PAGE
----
“CEOs are normally limited to serving on one outside board, so companies are casting a wider net,” says her co-author, Nancy Calderon, Global Lead Partner at KPMG LLP and board member of KPMG’s Global Delivery Centre in India.
The two have interviewed dozens of board chairpersons, nominating committee members, and other directors for their book. They came up with seven strategies for would-be directors to become attractive candidates for boards:
Meet what the market demands.“Understand the skills most valued by boards, and play these to their fullest,” says Calderon. She says experience as a CEO, CFO, or CPA is valuable, but it is also important to highlight technology experience. These include “hot button” board issues such as data security, and expertise in CAMs (cloud, analytics, mobility and/or social media).
Highlight ‘hot button’ board issues such as data security, and expertise in cloud, analytics, mobility and social media.
Highlight your global know-how. “Globalisation of customers, supply chains, and employees means that companies are seeking candidates who have a real comfort level and knowledge beyond domestic markets,” says Stautberg. Highlight any foreign languages you know, and emphasise experience you may have in other regions such as BRIC (Brazil, Russia, India and China) or in the ASEAN (Association of Southeast Asian Nations).
Build a more “board-able” CV “If you have gaps in your expertise, start taking on more projects at work that fill these in,” says Calderon. “Ask for a P&L responsibility, even for a smaller division, which will enhance the perception of you as bringing valuable ‘hard skills’ to boards for their various financial committees.”
If you have gaps in your expertise, start taking on more projects at work that fill these in. Ask for a P&L responsibility, even for a smaller division.
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Leverage a background outside the traditional C-suite. “Board candidates with increasing appeal are those who have served as president of a university, or who hold a relevant leadership position within the federal government, or who have worked as an entrepreneur in a related industry,” says Stautberg. “These types of people bring richness to a board, and these types of places are good recruiting grounds for directors.”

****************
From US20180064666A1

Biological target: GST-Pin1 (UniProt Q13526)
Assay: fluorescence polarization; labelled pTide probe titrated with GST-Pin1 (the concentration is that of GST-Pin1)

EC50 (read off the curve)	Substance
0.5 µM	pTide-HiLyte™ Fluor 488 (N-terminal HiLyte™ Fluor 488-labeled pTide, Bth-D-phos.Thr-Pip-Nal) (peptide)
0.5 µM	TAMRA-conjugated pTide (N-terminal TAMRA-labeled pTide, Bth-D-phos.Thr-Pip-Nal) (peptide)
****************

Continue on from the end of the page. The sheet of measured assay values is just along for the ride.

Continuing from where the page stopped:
Become a visible industry leader. “Serve on association or government boards, speak at conferences, and write articles for high-profile industry publications,” says Stautberg. Nominating committees and search firms want industry leaders who both understand relevant market trends and have key contacts.
Find both mentors and sponsors.Mentors can brief you on how to get noticed for a board seat and how to understand a board's culture – these can help provide guidance and support. “But sponsors are the real key to closing the deal,” says Stautberg. “They are the ones who can influence board placement by being your champion with other directors they know.”
Start small. Calderon notes it usually takes more than two years to be selected as a board director, and the first one is the hardest. “Be realistic,” she states. “A Fortune 100 company isn’t likely to be your first board, unless you are the CEO of another Fortune 100 company. Small, for-profit companies and advisory boards are great starting places.”
The digital mindset
"Technology knowledge and a digital mindset are probably the most critical skills for directors in New Zealand and Australia" notes IT lawyer Jennie Vickers, on how these strategies can apply locally.
Read more: Doing business with Eve Maler of ForgeRock
As some directors increasingly struggle to grasp the impact of digital on strategy, opportunities will open, as those directors wisely step aside before they become the subject of governance failure litigation.
“As some directors increasingly struggle to grasp the impact of digital on strategy, opportunities will open, as those directors wisely step aside before they become the subject of governance failure litigation. The writing really is on the wall,” says Vickers, who is director of The International Association for Contract and Commercial Management, Australia and New Zealand.
Vickers says the “start small' advice is spot on, but cautions time management is important when doing this as helping not for profits “can also soak up your time”.
Read more: Apply data science with care: Gartner
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